How educating girls is in class of its own



THE social theorist Simone de Beauvoir said: “Never forget that it only takes a political, economic or religious crisis for women’s rights to be called into question. These rights can never be taken for granted. You must remain vigilant throughout your life.”
Mullah Baradar, leader of the Taliban, said: “We seek an Afghanistan with an Islamic system in which all people of the nation can participate without discrimination”.
All people? There is deep international scepticism about what this will mean in practice. Sentiment comes easy, few leopards ever change their spots. The fundamentalist Taliban’s record has been chillingly horrifying — in particular how their Shariah laws equate with women’s rights, with the rights of girls.
One of the urgent questions raised by the return of the Taliban to power is whether the radical Islamists will again impose draconian restrictions — and it’s looking increasingly likely — on Afghan women and girls, as evidenced in Afghanistan once upon a time and Pakistan and Saudi Arabia now.
No social or economic independence for women. No freedom in public. No schooling for girls. No opportunity.
Let’s consider this. A number of verses in the Koran say that men and women “were created from the same essence”. Some also state that men are ‘qawwamun’ in relation to women. The meaning of this term is often debated.
It has been interpreted to mean “protectors and maintainers” but also understood by some to connote the superiority of men over women. The same verse goes on to say devout women are “obedient” and that, if they persistently disobey, their male protectors, as a last resort, should “strike” or “beat” them.
Shariah law established that women have legal and financial rights, as well as the right to inherit. However, the Koran specifies that a sister inherits half of her brother’s amount. The Koran also states that a woman should not “reveal her beauty” to men beyond her family. Many Islamic jurists have ruled that this requires women to cover their hair and others their face.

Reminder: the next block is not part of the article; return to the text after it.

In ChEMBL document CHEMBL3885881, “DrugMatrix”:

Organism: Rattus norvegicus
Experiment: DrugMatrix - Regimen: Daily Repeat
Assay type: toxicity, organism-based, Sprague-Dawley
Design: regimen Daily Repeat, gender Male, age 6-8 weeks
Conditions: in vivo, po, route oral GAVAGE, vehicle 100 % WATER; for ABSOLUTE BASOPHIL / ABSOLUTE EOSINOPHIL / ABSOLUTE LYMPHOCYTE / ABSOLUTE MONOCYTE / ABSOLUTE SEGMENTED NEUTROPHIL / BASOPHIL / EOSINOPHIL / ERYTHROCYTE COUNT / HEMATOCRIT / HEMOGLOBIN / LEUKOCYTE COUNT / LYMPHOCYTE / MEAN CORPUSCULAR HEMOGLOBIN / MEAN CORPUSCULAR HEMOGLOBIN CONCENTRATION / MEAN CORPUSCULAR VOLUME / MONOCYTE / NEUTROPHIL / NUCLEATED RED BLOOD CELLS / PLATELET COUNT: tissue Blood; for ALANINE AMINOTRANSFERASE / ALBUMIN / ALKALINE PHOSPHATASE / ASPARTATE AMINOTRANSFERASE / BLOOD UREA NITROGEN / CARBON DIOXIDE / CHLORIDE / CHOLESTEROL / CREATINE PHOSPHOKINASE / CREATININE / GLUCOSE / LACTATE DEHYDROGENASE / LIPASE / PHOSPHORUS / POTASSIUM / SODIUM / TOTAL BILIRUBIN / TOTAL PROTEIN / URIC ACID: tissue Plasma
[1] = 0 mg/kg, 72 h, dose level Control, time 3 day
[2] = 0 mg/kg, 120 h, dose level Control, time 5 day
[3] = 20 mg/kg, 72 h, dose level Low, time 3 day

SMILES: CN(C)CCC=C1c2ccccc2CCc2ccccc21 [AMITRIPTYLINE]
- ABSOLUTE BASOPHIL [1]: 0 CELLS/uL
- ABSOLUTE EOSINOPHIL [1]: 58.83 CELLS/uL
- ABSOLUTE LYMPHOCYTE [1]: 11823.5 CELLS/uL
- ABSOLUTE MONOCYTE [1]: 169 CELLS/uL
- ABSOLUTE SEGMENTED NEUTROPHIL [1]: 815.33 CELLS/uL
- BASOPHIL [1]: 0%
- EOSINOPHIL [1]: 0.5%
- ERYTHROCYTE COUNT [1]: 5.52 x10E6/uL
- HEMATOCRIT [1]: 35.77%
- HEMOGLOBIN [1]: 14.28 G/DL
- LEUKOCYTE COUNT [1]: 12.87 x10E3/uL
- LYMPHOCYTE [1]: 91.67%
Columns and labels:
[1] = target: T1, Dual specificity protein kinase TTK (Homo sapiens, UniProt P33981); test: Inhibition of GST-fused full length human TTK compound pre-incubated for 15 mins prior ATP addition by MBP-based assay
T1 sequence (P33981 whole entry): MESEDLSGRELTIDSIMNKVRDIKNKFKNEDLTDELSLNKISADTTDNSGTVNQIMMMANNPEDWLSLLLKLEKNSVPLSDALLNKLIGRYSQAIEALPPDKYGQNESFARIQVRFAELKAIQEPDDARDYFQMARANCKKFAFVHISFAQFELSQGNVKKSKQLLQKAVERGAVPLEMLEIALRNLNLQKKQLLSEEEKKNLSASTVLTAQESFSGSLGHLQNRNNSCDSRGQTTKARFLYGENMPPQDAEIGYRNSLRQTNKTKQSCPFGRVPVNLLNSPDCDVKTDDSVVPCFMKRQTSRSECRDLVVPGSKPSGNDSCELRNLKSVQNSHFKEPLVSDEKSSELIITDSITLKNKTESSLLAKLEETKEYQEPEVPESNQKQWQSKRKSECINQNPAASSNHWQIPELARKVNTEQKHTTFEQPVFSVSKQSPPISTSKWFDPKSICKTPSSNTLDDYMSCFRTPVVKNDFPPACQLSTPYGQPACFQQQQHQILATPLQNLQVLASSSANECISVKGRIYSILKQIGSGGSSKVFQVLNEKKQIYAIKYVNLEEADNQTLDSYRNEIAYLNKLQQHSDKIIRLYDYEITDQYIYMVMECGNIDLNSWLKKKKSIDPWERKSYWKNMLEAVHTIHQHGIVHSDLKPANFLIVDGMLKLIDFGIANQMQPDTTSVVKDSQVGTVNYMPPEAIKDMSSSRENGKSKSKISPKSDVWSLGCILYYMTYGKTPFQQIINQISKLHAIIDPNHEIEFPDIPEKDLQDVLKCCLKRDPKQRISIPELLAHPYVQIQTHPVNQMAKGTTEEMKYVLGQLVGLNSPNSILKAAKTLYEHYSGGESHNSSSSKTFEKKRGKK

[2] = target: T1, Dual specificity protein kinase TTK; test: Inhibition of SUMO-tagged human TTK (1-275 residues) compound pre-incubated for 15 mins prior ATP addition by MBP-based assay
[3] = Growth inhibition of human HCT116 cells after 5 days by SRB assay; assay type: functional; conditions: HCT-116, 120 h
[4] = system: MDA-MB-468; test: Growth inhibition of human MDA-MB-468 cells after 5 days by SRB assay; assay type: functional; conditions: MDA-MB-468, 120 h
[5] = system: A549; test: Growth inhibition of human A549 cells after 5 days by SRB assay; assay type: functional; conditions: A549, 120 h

The Koran was written back in the 7th Century when women in then Arabia, like the rest of the known world, had few, if any, rights. Mind you, Mohammed’s wife was a reputable businesswoman. The potential fear here, however, is that the Taliban has not changed its ways, despite words to the contrary, and that women and girls will suffer under their rigid interpretation of Shariah law.
No schooling for girls conjures up a vision of a future dystopian generation of lost women, chilling echoes of Atwood’s The Handmaid’s Tale.
We should all remember Malala Yousafzai, the 15-year-old Pakistani shot in the head by the Taliban in 2012. Her crime? She campaigned for the right of girls to attend school. She survived, miraculously, was awarded the Nobel Peace Prize two years later and graduated from Oxford in June last year. She has since devoted her life advocating for girls’ education.
But (potentially) Afghanistan, Saudi Arabia and Pakistan are not the only regimes where young girls are denied such a basic human right — protected by the Universal Declaration of Human Rights.
Globally, there are 132 million girls out of school. Threats to girls’ education — poverty, war and, specifically, gender discrimination — differ between cultures.
In Pakistan, many drop out after primary school because parents believe it is “a waste of money to send a daughter to secondary school”. In Nigeria, expensive school fees put girls’ education, and futures, at risk. For tens of thousands of girls from Syria, Yemen, Somalia and South Sudan in refugee camps schooling is not on the daily agenda.
Unicef says only 49% of countries have achieved gender parity in primary education. One in three adolescent girls from the poorest households around the world has never been to school.
Consider this: *Girls with eight years of education are four times less likely to be married as children. More than 41,000 girls under the age of 18 marry every single day.
*Educated mothers are twice as likely to send their children to school.
*A child born to a literate mother is 50% more likely to survive past the age of five.
Seems, we’ve still a lot to learn…
* Copyright. First published in Meath Chronicle

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